Cameron Powell (Leo), surrounded by showgirls, sings "I Want to be a Producer."
Photos Courtesy of Jenni Sparks
Could you use a good laugh and a burst of spring? South County High School Theatre delivers just that with the musical comedy, “The Producers”, May 2-3, and May 9-10, 2014, at Dale Rumberger Performing Arts Center.
“The Producers” is a musical based on the 1967 Mel Brooks’ movie of the same title, which starred Zero Mostel and Gene Wilder. It was made into a musical and opened on Broadway in 2001 with Nathan Lane and Matthew Broderick. In the play, Broadway producer Max Bialystock, finds himself in dire straits after a string of failed shows. While his accountant, Leo Bloom, is going over the books, he innocently mentions that Max could make more money on a flop than a success with the right know how. Max is immediately taken with the idea and eventually convinces Leo, who has always dreamed of being a producer, to join in on the scheme. He and Leo set out to find the worst play ever written and the worst director. Max calls on his backers, a large group of wealthy elderly ladies who enjoy Max’s love and attention, to raise the money. Everything seems to be going their way until the show opens and it is a huge hit. Now the two men must either find a way to pay back their investors or face time in jail.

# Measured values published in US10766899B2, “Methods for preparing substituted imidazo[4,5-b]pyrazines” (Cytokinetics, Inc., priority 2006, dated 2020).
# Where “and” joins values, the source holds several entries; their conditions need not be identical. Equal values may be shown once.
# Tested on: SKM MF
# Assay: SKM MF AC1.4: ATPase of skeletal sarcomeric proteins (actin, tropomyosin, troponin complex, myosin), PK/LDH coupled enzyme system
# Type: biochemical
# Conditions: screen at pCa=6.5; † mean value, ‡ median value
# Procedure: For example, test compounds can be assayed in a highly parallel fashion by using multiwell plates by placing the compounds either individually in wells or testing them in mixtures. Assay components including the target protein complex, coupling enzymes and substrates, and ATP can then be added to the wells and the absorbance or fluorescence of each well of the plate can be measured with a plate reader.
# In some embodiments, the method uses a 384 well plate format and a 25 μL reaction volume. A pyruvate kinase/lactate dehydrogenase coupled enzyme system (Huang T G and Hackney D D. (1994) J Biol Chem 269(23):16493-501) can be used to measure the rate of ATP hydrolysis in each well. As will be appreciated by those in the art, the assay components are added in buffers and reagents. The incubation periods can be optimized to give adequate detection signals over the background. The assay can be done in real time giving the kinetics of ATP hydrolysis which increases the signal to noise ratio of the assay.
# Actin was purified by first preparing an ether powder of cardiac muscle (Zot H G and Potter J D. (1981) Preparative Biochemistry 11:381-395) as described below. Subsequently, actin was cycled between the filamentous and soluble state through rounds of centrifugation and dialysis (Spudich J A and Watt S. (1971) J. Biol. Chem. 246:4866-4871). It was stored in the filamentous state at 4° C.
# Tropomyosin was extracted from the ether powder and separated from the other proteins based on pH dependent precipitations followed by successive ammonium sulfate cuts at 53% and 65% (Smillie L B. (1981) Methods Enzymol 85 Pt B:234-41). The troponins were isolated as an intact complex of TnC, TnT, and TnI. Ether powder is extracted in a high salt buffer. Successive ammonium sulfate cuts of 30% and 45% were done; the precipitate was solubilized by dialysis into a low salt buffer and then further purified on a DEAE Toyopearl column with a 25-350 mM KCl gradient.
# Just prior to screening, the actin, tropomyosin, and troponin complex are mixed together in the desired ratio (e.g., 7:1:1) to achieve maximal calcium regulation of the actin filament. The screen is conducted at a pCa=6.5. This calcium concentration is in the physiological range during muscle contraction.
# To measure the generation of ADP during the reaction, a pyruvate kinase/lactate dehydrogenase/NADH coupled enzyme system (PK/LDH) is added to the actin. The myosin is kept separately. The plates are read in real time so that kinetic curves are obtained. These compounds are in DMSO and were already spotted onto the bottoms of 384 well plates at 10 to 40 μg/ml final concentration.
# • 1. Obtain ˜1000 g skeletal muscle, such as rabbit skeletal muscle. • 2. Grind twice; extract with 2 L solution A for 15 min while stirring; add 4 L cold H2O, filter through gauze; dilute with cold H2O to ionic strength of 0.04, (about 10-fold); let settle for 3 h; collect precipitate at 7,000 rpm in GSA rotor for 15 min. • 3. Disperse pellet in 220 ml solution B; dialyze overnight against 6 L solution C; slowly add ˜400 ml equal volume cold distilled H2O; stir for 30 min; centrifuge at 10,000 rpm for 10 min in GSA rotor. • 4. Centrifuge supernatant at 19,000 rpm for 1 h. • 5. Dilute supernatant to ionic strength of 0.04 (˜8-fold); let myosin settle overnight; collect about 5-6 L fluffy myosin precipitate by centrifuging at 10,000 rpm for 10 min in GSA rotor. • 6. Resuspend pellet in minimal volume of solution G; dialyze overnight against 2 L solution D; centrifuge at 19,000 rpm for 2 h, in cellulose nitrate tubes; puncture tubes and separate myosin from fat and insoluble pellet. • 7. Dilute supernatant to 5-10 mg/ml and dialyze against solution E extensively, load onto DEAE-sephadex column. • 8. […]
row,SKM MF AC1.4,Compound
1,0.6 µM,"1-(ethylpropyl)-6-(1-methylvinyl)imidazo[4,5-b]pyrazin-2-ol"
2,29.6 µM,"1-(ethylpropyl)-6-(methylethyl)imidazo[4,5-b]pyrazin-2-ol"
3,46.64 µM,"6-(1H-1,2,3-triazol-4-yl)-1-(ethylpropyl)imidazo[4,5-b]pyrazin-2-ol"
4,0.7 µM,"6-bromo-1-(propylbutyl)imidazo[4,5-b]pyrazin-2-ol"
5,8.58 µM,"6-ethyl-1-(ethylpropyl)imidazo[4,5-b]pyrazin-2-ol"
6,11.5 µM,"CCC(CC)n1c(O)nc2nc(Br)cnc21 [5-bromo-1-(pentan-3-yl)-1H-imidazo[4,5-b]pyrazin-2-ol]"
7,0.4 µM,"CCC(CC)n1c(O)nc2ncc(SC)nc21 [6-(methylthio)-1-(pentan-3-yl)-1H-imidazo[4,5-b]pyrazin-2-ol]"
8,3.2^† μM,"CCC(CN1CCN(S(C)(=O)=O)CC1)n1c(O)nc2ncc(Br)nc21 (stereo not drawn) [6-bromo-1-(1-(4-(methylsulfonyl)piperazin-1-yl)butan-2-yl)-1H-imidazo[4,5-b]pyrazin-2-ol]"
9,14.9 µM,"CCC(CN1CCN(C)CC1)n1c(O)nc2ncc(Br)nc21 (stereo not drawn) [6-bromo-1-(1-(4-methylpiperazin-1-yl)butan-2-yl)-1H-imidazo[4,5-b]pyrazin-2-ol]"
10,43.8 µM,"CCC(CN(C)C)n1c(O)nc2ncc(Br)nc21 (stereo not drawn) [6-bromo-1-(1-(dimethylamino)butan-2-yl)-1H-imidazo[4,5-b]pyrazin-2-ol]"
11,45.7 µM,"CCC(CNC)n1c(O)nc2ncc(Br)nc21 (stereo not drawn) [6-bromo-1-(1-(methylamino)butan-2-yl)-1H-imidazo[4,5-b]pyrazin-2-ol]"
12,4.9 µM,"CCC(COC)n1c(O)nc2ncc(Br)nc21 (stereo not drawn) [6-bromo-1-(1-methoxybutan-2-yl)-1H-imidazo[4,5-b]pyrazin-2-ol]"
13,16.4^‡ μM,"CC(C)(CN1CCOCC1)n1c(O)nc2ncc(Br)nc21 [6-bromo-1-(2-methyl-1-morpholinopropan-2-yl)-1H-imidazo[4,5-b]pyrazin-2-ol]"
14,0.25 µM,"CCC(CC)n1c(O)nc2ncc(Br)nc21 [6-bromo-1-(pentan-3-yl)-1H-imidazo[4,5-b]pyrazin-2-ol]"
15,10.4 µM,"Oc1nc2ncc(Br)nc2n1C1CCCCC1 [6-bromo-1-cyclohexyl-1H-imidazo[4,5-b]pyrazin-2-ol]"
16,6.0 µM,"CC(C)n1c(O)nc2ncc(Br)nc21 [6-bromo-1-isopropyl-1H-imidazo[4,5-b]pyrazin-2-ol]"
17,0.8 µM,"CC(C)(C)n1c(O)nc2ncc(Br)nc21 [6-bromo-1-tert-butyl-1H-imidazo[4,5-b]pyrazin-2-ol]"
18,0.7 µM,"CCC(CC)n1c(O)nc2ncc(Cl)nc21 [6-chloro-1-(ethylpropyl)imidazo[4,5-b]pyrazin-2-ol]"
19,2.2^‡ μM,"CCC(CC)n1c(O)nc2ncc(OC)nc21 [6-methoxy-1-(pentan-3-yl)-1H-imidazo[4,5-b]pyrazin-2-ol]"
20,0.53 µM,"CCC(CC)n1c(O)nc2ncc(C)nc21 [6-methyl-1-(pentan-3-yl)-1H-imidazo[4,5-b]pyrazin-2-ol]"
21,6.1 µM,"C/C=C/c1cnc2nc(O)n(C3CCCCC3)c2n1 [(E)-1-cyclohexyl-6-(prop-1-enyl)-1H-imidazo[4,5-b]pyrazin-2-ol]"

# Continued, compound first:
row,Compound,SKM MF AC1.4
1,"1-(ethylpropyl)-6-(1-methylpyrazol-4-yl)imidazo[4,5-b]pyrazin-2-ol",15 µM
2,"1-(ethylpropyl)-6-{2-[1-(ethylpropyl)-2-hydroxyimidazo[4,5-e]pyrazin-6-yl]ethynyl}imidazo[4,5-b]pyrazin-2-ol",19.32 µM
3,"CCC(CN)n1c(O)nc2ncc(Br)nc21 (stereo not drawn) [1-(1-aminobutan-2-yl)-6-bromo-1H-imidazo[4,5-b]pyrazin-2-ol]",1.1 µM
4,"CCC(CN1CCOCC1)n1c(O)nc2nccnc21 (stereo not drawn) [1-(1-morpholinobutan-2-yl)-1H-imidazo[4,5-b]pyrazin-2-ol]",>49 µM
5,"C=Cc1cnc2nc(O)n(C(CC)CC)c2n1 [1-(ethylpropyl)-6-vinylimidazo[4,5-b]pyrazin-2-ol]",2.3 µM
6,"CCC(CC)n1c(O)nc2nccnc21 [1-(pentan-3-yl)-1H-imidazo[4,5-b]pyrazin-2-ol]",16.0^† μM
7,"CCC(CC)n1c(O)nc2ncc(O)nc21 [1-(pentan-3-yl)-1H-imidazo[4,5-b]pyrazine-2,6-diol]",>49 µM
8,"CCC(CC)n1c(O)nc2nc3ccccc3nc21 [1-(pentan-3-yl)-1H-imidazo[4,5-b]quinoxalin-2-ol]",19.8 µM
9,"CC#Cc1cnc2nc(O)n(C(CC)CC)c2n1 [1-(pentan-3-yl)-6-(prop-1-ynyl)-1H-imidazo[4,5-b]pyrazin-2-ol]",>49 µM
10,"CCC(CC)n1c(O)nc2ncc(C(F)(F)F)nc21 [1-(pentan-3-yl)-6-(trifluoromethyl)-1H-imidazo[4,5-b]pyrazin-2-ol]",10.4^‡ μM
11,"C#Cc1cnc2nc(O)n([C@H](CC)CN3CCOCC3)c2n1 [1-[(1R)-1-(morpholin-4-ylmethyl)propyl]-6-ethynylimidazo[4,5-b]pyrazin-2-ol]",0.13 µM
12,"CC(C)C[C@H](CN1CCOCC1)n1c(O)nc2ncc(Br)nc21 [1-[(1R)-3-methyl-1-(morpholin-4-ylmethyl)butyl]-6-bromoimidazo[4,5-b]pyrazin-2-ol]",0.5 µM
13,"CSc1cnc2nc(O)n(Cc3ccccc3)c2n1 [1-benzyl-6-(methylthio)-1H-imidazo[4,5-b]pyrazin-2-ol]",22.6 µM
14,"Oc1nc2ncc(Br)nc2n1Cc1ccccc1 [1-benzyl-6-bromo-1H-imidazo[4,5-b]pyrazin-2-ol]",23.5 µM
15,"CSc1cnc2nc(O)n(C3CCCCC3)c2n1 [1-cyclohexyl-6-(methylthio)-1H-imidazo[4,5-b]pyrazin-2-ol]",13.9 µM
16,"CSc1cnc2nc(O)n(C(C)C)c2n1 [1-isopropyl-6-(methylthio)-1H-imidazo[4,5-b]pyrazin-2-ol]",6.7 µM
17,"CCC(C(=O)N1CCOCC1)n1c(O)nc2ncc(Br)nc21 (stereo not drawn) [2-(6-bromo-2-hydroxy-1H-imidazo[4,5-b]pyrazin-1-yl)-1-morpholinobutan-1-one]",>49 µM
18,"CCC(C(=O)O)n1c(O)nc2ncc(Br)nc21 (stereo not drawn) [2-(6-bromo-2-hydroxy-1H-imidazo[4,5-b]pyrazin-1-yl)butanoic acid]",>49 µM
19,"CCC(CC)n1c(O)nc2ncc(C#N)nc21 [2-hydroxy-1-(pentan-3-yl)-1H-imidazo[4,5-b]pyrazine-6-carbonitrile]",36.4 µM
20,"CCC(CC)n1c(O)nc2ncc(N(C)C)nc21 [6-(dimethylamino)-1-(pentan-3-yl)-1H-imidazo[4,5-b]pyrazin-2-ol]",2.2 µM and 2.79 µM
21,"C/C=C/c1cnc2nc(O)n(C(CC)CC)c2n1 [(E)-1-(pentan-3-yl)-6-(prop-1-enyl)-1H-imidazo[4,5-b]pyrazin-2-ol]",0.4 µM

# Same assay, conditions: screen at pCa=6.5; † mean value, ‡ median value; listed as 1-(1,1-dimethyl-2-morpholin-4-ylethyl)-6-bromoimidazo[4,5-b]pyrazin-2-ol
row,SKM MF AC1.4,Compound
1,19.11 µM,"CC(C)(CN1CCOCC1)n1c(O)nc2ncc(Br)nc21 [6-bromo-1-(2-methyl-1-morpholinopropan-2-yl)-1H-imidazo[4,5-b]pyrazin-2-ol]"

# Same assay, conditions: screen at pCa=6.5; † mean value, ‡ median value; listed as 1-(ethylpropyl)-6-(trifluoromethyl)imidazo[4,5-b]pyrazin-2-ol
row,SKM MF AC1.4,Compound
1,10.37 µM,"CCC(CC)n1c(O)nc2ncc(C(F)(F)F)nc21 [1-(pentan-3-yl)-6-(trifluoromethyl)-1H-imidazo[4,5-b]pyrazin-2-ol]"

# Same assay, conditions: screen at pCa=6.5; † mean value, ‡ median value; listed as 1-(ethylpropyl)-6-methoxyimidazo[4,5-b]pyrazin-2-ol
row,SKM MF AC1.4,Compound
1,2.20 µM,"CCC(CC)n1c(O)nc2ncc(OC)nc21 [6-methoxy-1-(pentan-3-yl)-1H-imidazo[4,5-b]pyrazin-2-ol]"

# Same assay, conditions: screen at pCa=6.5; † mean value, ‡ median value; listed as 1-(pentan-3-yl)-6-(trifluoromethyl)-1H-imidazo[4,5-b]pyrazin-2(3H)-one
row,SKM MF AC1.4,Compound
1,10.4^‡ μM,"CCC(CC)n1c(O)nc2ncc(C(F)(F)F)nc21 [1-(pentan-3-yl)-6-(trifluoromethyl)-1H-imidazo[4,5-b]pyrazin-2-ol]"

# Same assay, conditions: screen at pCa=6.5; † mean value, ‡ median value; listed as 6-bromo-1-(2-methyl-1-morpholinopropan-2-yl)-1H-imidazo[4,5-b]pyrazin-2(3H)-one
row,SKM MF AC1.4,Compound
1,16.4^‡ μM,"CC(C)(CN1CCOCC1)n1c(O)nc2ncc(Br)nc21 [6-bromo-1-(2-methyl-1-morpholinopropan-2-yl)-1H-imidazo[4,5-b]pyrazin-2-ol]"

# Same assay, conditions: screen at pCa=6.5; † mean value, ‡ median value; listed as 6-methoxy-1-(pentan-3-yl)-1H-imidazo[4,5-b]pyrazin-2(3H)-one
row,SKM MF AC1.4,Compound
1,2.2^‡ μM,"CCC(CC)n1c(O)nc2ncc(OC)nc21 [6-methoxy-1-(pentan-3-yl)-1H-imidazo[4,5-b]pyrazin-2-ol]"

“When selecting a musical to produce at South County, I try to balance what is new and fun for the students and what is tried and true in theatre,” says show director and South County High School drama teacher, Kathie McCormally. After producing The Music Man last spring, McCormally’s decision of The Producers was made to “stretch and challenge” the cast and crew of more than 50 students.
The production includes the lead roles of Max Bialystock (played by sophomore Ethan Schulze), Leo Bloom (junior Cameron Powell), Franz Liebkind (junior Jack Gereski), Roger DeBris (sophomore Kyle McKnight), Carmen Ghia (junior Cole Miles), and Ulla Inga Hansen (junior Cara Bachman).
Full of hilarious characters and situations, The Producers “is a typical Mel Brooks’ comedy,” says McCormally. “All of his humor is tongue in cheek and must be taken that way. He never intends to offend anyone, yet his work seems to make fun of everyone,” she adds.
The show runs for two weekends: May 2 and 3, and May 9 and 10 at 7 p.m. (PG-13; contains adult language and situations.) General admission at the door is $12, and $10 for senior citizens and students. Discounted tickets can be purchased in advance at southcountytheatre.org. The Dale S. Rumberger Performing Arts Center at South County High School is located at 8501 Silverbrook Road, Lorton.